Frances Hawkes2019-01-29T14:22:36+00:00

Project Description

Job: Research Fellow University of Greenwich
Course: BSc Hons Environmental Science 2009 I PhD Medical Entomology 2013

Frances passionately believes in applying science to solve global problems. She has demonstrated this belief throughout her education and career at the university, most recently by working on a pioneering mosquito trap that mimics human characteristics – an innovative solution against malaria which affects over 200 million people every year. The trap is now part of a project funded by the Medical Research Council, and was also featured on a BBC programme.

As an undergraduate, Frances co-founded an environmental society, and successfully lobbied for a full-time sustainability officer and allotment facilities for students. Four years later, the university was named the UK’s greenest.

During her PhD, she presented research to Parliament, funded and ran ‘bug safaris’ for children in Medway, and successfully designed and built an app with peers that was picked up by the UK’s Field Studies Council. Little wonder she was the inaugural winner of the university’s ‘Student of the Year’ award in 2012.

Now working at the university’s Natural Resources Institute, other parts of her work bring her closer to home, as she monitors invasive mosquito species in south-east England with Public Health England and investigates how to manage mosquitoes in wetlands as part of a major interdisciplinary project at the university.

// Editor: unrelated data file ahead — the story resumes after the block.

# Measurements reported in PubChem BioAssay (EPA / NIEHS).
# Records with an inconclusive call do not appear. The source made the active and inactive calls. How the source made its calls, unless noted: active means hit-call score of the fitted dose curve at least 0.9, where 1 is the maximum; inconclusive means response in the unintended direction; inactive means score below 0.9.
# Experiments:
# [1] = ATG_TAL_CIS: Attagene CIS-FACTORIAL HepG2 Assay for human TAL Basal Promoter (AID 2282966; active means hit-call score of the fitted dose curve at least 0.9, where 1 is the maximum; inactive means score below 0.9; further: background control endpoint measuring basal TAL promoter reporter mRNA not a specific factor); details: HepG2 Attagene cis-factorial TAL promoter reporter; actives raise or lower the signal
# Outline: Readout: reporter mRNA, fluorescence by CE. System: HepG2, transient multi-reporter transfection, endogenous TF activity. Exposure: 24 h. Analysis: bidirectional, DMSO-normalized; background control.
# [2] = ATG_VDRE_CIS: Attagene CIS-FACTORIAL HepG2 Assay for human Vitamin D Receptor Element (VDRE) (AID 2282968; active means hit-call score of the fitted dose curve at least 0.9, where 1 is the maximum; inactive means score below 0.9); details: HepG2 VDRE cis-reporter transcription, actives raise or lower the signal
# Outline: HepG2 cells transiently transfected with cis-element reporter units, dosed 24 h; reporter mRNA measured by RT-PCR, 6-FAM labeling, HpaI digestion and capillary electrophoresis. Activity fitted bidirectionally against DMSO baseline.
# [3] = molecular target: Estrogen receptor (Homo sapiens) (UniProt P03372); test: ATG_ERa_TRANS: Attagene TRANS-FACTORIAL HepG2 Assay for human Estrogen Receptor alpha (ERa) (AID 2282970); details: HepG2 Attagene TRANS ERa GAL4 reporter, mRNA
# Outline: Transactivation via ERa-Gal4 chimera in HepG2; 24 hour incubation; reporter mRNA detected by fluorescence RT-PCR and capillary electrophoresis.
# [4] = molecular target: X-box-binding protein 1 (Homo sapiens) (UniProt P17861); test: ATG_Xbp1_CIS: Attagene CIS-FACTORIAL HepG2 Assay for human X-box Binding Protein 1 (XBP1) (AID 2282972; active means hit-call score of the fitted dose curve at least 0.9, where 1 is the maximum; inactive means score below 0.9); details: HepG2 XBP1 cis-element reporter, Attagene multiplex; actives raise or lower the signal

“Our lecturers were also world-leading researchers, and it was there that I began to see that research is both fascinating and powerful.”

Frances Hawkes

Researcher. Problem solver. Environmental campaigner.

Job: Research Fellow University of Greenwich
Course: BSc Hons Environmental Science 2009 I PhD Medical Entomology 2013

“Our lecturers were also world-leading researchers, and it was there that I began to see that research is both fascinating and powerful.”

Frances passionately believes in applying science to solve global problems. She has demonstrated this belief throughout her education and career at the university, most recently by working on a pioneering mosquito trap that mimics human characteristics – an innovative solution against malaria which affects over 200 million people every year. The trap is now part of a project funded by the Medical Research Council, and was also featured on a BBC programme.

As an undergraduate, Frances co-founded an environmental society, and successfully lobbied for a full-time sustainability officer and allotment facilities for students. Four years later, the university was named the UK’s greenest.

During her PhD, she presented research to Parliament, funded and ran ‘bug safaris’ for children in Medway, and successfully designed and built an app with peers that was picked up by the UK’s Field Studies Council. Little wonder she was the inaugural winner of the university’s ‘Student of the Year’ award in 2012.

Now working at the university’s Natural Resources Institute, other parts of her work bring her closer to home, as she monitors invasive mosquito species in south-east England with Public Health England and investigates how to manage mosquitoes in wetlands as part of a major interdisciplinary project at the university.